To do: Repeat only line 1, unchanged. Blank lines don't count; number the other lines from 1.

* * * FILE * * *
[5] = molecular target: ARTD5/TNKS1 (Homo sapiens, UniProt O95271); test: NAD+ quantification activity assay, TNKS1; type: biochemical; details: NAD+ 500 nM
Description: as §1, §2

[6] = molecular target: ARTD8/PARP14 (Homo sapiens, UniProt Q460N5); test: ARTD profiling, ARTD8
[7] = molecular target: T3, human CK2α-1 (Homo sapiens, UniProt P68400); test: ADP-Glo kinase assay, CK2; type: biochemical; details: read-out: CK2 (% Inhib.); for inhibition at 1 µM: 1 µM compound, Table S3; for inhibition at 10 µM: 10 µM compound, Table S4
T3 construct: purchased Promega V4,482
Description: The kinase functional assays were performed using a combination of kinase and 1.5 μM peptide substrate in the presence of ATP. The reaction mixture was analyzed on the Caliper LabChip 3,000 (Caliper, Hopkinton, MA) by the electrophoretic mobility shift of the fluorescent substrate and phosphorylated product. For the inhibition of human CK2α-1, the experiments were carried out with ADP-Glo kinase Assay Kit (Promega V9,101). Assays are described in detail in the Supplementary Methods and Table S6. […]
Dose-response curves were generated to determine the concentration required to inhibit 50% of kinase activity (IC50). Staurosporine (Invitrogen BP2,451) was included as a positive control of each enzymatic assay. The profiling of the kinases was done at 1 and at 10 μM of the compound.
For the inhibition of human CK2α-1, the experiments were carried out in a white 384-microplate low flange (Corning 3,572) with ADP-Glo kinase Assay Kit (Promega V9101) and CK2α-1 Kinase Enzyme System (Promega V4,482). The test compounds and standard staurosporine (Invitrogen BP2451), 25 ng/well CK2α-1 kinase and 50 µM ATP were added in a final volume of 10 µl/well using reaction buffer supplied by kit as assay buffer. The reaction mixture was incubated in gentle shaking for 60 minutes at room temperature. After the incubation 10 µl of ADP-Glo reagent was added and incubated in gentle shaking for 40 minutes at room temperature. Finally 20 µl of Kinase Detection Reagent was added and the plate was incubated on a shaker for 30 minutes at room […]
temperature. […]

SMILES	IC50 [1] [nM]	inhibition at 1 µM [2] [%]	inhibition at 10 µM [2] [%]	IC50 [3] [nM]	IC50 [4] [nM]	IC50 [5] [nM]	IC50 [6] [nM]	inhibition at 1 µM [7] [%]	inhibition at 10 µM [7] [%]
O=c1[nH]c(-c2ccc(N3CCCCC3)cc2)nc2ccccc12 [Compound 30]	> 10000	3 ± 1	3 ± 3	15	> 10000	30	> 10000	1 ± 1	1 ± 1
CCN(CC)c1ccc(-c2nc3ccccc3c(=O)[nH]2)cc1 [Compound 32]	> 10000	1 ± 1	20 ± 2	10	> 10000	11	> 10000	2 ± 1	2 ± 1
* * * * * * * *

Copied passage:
[5] = molecular target: ARTD5/TNKS1 (Homo sapiens, UniProt O95271); test: NAD+ quantification activity assay, TNKS1; type: biochemical; details: NAD+ 500 nM